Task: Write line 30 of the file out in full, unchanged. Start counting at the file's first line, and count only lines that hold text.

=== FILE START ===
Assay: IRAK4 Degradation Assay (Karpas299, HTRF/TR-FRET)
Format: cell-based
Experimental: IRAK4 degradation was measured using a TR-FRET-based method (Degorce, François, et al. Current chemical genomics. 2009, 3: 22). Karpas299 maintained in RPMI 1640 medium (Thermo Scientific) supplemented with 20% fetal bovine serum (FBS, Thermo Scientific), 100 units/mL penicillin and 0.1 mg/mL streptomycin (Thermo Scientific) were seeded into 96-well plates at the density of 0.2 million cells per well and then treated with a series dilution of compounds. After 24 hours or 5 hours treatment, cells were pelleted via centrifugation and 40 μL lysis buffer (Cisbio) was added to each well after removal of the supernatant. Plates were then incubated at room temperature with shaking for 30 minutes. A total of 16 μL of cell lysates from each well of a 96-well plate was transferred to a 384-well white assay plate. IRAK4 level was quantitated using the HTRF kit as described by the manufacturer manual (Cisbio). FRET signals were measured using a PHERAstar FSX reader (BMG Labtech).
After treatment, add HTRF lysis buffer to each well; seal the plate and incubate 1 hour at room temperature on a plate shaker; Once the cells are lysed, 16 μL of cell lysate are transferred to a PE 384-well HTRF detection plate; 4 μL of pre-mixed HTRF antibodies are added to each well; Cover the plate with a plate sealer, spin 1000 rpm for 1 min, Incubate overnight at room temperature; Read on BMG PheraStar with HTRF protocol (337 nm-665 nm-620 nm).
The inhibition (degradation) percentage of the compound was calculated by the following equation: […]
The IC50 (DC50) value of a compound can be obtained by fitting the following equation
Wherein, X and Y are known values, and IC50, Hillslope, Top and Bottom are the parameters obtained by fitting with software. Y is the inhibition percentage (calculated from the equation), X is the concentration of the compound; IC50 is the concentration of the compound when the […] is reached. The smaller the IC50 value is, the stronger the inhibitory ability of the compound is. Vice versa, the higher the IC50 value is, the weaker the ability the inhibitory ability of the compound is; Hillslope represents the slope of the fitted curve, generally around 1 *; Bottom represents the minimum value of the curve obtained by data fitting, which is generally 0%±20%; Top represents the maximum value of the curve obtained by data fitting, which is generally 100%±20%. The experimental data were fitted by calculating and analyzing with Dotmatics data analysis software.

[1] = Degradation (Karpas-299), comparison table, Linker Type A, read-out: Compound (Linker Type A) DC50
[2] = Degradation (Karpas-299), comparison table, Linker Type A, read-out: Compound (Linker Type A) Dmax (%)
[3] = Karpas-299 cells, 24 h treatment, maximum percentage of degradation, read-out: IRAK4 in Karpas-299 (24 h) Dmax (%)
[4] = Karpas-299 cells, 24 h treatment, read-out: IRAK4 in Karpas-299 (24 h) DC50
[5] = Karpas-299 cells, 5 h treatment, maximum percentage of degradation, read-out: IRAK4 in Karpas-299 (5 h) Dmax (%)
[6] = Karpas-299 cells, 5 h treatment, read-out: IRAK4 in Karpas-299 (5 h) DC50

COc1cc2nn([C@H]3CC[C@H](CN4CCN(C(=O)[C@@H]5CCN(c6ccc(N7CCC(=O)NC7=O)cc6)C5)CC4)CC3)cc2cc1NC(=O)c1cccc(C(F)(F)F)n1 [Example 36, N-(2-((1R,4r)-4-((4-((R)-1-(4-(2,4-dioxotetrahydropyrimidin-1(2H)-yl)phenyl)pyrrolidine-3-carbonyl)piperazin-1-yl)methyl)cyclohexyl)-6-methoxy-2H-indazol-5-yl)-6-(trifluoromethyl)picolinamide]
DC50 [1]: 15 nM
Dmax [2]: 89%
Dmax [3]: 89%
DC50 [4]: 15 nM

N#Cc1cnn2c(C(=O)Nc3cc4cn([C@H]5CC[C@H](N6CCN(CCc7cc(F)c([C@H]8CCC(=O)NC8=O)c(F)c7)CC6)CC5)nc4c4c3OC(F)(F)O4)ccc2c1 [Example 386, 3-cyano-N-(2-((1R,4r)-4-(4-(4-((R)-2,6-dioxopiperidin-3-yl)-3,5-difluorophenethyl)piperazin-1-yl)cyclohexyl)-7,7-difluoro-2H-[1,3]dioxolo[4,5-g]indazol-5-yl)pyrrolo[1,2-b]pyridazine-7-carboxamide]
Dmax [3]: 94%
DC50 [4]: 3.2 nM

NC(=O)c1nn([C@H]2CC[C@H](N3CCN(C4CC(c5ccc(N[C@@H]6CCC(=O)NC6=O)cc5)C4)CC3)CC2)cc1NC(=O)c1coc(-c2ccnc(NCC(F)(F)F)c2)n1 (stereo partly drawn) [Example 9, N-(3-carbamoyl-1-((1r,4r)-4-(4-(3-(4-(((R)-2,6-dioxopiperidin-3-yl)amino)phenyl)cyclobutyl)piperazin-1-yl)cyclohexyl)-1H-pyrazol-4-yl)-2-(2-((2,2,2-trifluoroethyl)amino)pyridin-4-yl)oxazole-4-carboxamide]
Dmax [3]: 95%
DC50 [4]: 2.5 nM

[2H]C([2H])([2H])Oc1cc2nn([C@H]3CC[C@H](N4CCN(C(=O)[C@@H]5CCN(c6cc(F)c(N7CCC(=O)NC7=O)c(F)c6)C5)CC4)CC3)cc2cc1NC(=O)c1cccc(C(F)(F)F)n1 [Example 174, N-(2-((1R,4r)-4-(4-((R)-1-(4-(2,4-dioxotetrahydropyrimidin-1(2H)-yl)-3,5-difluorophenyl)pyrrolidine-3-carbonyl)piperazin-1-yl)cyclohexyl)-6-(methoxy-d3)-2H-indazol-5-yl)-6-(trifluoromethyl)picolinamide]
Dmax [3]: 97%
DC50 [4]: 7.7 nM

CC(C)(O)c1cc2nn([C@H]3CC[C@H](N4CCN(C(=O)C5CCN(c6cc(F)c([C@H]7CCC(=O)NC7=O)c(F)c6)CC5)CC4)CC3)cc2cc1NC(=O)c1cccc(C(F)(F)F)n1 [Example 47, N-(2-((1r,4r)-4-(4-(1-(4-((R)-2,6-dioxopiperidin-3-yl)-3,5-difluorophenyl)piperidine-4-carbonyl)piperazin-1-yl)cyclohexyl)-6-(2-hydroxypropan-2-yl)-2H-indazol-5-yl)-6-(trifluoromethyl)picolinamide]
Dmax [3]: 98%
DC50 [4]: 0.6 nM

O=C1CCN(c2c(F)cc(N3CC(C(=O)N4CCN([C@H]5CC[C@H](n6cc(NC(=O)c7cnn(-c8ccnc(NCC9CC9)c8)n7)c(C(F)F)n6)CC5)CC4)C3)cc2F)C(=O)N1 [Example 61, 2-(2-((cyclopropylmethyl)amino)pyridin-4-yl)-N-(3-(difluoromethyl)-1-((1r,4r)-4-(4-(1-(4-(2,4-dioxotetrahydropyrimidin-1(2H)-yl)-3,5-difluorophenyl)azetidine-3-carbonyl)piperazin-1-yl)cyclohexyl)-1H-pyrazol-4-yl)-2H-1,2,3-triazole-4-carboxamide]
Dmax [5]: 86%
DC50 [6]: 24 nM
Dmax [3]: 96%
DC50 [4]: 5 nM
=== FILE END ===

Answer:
DC50 [4]: 0.6 nM